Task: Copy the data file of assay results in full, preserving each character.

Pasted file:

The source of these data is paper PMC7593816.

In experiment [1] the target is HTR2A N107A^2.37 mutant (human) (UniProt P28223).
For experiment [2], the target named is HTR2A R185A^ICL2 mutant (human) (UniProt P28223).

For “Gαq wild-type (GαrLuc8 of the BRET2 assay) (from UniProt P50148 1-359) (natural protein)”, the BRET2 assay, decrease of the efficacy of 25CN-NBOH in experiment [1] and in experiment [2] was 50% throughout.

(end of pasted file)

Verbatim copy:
The source of these data is paper PMC7593816.

In experiment [1] the target is HTR2A N107A^2.37 mutant (human) (UniProt P28223).
For experiment [2], the target named is HTR2A R185A^ICL2 mutant (human) (UniProt P28223).

For “Gαq wild-type (GαrLuc8 of the BRET2 assay) (from UniProt P50148 1-359) (natural protein)”, the BRET2 assay, decrease of the efficacy of 25CN-NBOH in experiment [1] and in experiment [2] was 50% throughout.